By Baxter Black: On the edge of common sense
“A good day’s work is a good day’s work.”
Labor Day 2010 finds us with our head down, shoulders to the wheel, noses to the grindstone and 10 percent unemployment.
The high unemployment is not because we don’t know how to work. We do!
The proof is our high productivity per capita. Today we are getting the same job done as before, but with less people. Our country still has the work ethic that brought the working class Europeans and Asians to our shores. It’s what still draws immigrants to America. Mexican illegals don’t come here because of free health care, unemployment benefits, or a welfare system. They come here to work.
America’s democratic republic encourages capitalism and entrepreneurship, which invest in growth, which is achieved by putting workers to work.
European nations, primarily socialist leaning governments, discourage individual achievement, in trade for government care for the masses. It reaches its extreme when the government finally concedes they have spent themselves into bankruptcy and collapse like Russia after the Cold War and Greece last spring.
It is pointed out regularly in the news that in contrast to the struggling workers in the private sector, government workers are increasing in numbers, wealth and security. Our neighbor to the south has always had a class system; the ricos (rich), the government workers, and the peones.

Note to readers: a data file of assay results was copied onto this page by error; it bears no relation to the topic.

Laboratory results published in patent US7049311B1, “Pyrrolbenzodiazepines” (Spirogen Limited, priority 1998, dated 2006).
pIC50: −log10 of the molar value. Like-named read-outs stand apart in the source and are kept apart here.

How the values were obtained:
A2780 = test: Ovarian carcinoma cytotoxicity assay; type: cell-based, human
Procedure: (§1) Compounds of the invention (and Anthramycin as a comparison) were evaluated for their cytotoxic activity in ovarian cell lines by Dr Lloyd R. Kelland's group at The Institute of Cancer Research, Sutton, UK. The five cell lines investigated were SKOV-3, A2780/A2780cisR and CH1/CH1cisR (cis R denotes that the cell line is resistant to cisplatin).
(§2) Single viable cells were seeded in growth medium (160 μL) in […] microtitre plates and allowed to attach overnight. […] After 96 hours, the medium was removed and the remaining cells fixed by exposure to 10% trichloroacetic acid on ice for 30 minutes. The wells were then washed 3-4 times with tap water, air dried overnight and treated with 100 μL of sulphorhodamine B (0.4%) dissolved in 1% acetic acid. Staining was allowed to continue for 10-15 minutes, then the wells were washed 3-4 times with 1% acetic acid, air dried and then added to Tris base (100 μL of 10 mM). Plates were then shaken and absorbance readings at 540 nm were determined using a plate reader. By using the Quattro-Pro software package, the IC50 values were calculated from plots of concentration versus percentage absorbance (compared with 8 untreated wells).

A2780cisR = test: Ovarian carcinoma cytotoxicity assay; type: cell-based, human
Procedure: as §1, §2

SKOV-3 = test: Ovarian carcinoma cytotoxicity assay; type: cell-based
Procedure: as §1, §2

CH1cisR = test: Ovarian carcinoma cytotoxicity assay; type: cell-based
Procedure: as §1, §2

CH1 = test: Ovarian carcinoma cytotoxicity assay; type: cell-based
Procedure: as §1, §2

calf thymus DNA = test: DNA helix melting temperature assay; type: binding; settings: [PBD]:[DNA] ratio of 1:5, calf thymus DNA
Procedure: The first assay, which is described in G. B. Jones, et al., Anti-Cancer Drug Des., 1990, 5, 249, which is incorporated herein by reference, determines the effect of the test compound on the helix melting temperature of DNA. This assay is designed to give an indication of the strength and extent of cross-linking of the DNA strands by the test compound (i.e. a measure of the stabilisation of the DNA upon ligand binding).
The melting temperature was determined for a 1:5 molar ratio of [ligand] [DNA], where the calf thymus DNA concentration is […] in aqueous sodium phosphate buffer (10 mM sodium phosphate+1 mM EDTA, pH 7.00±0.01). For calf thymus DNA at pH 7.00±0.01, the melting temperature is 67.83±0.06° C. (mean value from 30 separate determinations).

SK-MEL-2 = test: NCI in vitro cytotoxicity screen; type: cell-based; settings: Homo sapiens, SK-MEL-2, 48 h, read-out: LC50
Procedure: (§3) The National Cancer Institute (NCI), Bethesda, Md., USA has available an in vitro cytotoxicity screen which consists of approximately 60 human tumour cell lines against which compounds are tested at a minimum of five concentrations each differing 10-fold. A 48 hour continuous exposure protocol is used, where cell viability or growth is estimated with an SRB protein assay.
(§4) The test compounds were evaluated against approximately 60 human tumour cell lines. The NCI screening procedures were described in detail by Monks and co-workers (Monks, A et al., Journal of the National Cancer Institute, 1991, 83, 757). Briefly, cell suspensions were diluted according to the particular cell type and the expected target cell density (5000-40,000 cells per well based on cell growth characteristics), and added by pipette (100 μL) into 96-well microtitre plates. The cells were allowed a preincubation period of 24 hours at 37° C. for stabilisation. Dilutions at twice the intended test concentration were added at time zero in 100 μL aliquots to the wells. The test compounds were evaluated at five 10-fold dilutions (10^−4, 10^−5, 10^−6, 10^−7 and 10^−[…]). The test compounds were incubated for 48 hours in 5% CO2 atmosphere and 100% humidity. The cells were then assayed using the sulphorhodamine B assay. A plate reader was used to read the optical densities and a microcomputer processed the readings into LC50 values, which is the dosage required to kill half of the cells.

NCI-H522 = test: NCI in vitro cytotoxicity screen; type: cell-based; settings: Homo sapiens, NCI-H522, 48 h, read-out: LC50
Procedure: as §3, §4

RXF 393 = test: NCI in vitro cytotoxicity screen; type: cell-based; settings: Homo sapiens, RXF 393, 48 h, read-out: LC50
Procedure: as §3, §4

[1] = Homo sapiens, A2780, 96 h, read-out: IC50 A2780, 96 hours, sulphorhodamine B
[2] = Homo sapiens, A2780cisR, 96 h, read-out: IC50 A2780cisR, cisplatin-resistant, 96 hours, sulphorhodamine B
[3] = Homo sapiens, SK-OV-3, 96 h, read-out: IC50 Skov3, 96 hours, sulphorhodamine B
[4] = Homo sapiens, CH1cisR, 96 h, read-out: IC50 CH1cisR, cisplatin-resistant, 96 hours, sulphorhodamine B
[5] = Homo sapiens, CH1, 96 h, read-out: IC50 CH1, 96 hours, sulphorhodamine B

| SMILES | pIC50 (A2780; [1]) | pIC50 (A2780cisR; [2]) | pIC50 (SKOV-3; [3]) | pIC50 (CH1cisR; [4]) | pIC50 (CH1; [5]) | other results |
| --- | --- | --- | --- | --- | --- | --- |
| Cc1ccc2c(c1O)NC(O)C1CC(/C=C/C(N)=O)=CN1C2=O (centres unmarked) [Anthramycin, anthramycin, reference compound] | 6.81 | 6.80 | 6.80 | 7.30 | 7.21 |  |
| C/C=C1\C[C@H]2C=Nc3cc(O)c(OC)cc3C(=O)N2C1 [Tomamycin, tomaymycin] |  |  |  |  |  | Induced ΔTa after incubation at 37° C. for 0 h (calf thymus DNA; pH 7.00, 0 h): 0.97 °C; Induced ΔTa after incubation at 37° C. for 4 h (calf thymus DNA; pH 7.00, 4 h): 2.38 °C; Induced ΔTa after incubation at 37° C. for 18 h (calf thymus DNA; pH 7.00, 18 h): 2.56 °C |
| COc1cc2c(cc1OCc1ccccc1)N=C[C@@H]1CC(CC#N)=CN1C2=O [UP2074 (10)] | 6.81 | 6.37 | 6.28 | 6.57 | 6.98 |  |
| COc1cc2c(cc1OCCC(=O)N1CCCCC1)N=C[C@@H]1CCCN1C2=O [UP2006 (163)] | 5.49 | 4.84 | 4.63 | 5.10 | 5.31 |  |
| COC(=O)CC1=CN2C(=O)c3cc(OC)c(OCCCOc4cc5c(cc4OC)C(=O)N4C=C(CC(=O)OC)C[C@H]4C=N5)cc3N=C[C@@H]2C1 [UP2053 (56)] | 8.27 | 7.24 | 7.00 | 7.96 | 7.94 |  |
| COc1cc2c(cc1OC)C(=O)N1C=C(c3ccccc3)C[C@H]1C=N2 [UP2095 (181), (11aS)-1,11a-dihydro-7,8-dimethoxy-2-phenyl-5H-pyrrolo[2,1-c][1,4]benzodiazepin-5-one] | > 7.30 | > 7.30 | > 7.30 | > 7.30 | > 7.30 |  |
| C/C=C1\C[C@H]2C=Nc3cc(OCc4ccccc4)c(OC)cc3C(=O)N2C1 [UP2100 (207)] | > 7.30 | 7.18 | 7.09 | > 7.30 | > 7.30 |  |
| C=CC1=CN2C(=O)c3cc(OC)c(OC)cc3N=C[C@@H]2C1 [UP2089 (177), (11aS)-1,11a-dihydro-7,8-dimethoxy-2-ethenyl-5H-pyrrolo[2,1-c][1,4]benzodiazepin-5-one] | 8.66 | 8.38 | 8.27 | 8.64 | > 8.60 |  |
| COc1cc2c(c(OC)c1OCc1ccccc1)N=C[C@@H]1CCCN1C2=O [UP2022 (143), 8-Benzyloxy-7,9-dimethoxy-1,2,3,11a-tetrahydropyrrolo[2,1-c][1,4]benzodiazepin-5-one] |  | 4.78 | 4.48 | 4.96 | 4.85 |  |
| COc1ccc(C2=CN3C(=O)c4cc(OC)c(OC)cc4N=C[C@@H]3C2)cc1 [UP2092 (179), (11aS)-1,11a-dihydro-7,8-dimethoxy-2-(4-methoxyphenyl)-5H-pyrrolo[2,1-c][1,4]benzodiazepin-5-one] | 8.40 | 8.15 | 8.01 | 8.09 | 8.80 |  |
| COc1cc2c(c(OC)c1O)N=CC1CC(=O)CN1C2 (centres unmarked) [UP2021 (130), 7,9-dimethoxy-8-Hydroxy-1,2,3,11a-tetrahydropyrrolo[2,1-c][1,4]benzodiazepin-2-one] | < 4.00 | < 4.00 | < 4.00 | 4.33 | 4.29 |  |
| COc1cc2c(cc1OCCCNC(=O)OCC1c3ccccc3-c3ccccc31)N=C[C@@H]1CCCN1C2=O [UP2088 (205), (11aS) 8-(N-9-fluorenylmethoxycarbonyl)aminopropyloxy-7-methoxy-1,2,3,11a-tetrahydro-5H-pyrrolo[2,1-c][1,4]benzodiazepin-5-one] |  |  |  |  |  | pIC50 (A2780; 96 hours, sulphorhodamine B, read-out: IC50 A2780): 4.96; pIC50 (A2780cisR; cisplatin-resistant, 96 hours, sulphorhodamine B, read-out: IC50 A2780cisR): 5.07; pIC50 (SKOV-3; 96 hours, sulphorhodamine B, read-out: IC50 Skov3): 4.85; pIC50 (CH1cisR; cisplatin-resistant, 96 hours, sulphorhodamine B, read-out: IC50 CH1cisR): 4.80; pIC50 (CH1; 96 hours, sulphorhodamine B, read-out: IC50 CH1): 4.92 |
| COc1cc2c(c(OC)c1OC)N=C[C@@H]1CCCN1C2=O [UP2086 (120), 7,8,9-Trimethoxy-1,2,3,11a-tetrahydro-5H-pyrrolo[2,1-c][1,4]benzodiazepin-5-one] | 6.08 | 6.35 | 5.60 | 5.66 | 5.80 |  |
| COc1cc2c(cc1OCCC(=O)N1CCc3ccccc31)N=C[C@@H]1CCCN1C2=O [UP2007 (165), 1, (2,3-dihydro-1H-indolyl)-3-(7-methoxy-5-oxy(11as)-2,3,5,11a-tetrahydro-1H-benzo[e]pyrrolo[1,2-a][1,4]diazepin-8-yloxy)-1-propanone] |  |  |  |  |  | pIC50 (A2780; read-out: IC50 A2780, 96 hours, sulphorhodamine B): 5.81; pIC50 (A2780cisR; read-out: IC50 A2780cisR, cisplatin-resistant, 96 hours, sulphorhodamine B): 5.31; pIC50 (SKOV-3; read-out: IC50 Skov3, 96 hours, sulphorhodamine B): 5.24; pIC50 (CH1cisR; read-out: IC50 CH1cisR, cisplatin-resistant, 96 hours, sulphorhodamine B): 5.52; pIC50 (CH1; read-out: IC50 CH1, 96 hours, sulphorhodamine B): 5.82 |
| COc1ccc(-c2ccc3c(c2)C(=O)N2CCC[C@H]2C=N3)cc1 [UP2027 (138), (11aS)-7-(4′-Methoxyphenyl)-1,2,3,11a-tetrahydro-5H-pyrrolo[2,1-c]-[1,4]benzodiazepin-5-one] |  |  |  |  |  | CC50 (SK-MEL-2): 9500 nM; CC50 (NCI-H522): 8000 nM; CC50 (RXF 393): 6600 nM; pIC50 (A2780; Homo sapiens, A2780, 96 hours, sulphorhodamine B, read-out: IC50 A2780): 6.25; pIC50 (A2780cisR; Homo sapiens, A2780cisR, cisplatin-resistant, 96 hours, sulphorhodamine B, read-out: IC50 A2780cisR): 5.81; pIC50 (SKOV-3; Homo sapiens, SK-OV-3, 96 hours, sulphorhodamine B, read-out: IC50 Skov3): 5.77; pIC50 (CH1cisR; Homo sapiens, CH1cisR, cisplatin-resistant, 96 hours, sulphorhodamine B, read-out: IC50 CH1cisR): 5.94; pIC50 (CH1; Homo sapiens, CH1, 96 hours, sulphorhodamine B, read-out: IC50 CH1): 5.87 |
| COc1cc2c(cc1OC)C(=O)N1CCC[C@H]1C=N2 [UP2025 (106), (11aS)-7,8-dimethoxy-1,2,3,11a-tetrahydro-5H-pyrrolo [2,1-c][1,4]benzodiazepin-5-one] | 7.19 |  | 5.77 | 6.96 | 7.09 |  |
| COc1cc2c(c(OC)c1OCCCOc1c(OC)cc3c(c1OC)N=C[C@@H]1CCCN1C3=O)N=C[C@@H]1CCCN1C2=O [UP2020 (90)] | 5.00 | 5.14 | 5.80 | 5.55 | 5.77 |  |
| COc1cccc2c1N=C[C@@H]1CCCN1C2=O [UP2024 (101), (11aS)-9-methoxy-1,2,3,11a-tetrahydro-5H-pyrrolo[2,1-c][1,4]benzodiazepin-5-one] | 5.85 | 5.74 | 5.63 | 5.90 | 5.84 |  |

The core of the Mexican middle class are the government employees. It appears to me it is the same in many developing countries like China and India. The governments are afraid to trust the people … the workers.
America has gotten itself in financial trouble with the combination of well-meaning irresponsible politicians and bankers who wouldn’t stand up to them. We continue to try and spend ourselves out of debt by increasing the workers’ taxes.
Our greatest saving grace is that we as a people know how to work.
Generations before us have pulled themselves out of the doldrums of worldwide conflict, natural disasters, invasions and floundering politicians.
Somehow, when we crash and burn we always seem to come back stronger and better; personally, as a people, and as a nation. That history is where I turn to for inspiration. That and the backbone and perseverance that I see every day in my fellow workers.